The national average benchmark price for a December 2016 electricity contract remained virtually unchanged last week at $0.0726 per kilowatt hour (kWh). The biggest decline in electricity prices last week occurred in Delaware (-2.3%), and to a lesser extent in the District of Columbia (-1.1%). By contrast, prices increased notably in Connecticut (1.9%) and New Jersey (1.4%).
Last week, longer term (36-60 month) contracts were more favorable than shorter term (12-14 month) contacts in Maryland, New Jersey, Ohio, and Pennsylvania.
Short Term Trend
In less than a month, NYMEX December natural gas futures have dropped $1.01 per MMBtu or 28.4%, from a high of $3.556 on October 14 to a low of $2.546 on November 9. The decline has been driven by unseasonably warm temperatures this fall and very high inventory levels
Last week, natural gas prices finally rose from $2.620/MMBtu to $2.84/MMBtu, or a rise of 8.4%, based on cooler weather. Over the next two weeks, NOAA’s weather outlook is projecting colder than normal temperatures, primarily for the eastern seaboard. Winter looks like it is finally arriving, but is quite late to the party. So far, this November has turned out to be one of the five hottest Novembers on record. Looking back, October had 161 heating days compared to a 10-year average of 257 heating days. In short, this fall has been extremely warm, resulting in lower gas prices and higher inventory levels.
Although this market is finally beginning to acquire some cold weather, sustainable advances in natural gas prices will continue to be limited by a record level of supply which will likely see further expansion this week due to the Thanksgiving holiday. Many plants will close for 4 days and as a result, industrial demand will see some significant downsizing that could limit any price upswings resulting from an onset of cold temperatures.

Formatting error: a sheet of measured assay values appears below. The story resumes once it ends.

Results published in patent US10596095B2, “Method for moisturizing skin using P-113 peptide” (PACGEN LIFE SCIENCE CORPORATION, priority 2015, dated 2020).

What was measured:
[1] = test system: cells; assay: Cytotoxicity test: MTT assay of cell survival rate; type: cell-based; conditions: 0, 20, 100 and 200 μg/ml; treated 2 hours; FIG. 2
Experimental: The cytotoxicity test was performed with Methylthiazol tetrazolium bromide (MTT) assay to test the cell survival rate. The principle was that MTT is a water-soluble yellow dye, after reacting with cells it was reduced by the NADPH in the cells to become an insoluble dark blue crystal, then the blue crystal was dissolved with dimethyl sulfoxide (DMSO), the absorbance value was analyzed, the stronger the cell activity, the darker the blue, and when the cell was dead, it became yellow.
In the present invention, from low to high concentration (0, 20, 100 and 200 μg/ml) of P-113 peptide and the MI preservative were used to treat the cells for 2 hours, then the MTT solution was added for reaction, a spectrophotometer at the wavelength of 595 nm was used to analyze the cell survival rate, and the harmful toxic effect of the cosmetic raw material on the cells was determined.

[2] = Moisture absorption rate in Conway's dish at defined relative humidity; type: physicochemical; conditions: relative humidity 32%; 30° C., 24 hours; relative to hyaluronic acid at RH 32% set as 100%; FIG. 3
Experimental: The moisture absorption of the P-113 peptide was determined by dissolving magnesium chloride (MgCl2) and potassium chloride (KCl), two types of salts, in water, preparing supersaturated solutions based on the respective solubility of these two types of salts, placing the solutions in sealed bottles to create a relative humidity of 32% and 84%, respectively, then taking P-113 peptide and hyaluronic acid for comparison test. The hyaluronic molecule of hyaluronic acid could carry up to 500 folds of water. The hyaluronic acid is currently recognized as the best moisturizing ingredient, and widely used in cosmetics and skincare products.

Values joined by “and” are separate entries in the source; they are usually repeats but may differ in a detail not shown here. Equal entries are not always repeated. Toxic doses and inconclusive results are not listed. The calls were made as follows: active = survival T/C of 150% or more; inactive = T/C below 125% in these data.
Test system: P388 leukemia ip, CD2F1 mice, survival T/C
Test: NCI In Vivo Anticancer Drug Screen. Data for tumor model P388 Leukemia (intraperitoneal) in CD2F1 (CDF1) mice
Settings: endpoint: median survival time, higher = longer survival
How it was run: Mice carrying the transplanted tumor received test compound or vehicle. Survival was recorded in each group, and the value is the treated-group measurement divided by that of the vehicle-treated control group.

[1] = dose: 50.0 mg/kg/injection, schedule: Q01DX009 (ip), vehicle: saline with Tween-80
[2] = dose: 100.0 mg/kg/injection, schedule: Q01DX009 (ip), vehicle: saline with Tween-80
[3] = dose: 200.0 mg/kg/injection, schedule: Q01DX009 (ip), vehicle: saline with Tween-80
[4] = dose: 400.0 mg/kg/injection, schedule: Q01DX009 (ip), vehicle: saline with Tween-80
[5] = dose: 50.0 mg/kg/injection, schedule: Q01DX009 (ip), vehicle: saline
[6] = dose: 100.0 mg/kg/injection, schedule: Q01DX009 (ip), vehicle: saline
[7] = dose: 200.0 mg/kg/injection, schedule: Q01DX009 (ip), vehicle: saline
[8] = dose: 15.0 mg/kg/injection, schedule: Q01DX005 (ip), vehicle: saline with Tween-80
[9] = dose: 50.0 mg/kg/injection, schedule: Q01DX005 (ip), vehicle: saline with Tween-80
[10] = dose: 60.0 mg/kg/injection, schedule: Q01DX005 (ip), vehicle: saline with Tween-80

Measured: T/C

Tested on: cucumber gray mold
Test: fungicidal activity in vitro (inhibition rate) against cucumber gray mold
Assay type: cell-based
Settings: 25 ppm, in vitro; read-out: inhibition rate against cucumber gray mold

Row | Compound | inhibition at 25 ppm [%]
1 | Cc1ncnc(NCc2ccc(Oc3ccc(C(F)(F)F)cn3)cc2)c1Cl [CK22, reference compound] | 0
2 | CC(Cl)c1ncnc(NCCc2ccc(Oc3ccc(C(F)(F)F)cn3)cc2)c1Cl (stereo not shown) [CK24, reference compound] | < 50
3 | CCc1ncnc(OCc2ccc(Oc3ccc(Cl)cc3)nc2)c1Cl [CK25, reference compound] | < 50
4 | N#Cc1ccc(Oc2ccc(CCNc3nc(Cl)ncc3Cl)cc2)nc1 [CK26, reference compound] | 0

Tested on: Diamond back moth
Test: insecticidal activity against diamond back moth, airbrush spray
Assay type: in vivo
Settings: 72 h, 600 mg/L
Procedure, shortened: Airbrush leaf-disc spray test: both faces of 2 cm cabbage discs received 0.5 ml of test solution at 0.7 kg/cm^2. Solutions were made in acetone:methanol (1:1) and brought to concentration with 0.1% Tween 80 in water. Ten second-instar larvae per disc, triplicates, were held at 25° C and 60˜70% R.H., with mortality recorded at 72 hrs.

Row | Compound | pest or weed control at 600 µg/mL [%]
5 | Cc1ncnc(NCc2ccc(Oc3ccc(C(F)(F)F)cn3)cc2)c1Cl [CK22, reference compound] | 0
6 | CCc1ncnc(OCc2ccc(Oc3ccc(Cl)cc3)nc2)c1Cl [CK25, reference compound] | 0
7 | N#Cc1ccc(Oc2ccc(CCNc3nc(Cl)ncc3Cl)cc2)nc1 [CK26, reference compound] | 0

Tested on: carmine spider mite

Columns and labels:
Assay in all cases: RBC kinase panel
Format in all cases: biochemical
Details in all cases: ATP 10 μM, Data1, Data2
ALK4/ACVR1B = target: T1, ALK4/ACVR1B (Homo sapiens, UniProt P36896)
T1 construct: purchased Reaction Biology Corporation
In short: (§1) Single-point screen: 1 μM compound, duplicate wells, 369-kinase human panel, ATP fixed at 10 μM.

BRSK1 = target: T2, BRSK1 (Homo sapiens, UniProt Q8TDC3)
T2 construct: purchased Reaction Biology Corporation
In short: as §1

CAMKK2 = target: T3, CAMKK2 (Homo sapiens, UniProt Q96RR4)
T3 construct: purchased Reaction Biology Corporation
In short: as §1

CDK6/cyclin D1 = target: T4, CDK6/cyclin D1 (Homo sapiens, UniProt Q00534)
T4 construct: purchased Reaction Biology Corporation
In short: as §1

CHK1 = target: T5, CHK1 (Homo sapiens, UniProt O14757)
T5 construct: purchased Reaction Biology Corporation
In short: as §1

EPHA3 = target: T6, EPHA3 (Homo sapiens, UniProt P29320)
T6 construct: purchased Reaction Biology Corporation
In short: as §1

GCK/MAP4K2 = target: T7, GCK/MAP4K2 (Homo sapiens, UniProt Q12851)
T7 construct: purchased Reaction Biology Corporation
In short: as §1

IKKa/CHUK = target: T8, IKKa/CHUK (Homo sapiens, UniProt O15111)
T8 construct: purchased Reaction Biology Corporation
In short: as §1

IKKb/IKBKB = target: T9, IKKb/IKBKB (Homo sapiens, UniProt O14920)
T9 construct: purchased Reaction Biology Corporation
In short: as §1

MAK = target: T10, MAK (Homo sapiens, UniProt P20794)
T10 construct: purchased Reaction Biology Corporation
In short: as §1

Long Term Trends
Total supply (and production levels) is down by about 3-3.5 bcf/day from last year’s levels despite higher potential demand. This is partially a result of a decrease in associated gas from shale oil plays, and partially a result of low natural gas prices throughout the year that have made production outside of the Marcellus and Utica shale plays uneconomical. As I have previously mentioned, prices will need to move well above the $3 level and more toward the $4/MMBtu mark before production becomes economically viable for most of the producer community.
James Moore, Ph.D., is CEO of the Energy Research Council (ERC). He has been CEO of several research companies, including TDC, a subsidiary of International Thomson; Highline Financial, a Thomson-Reuters company; and Mentis Corporation, which was acquired by Gartner Group. He has also served as Executive Director of The Global Futures Forum, an international think tank, and as Managing Director of Gartner Group’s Global Financial Services practice.
* ERC electricity price benchmarks are derived by: 1) aggregating daily matrix prices issued by many electricity suppliers across General Service tariff rate classes for each electric utility; 2) averaging each utility’s price benchmark together for a state-level benchmark; and 3) averaging state-level benchmarks across five business days to create weekly average price benchmarks, based on next month’s start date, for commercial customers with an annual usage of up to one million kWh. The high level of correlation between matrix and custom pricing makes ERC price benchmarks a reliable measure of how prices are trending, and the direction and velocity at which prices are changing week-over-week and month-over-month. This is similar to how the S&P and Dow measure the rate and direction of change in stock market prices over time.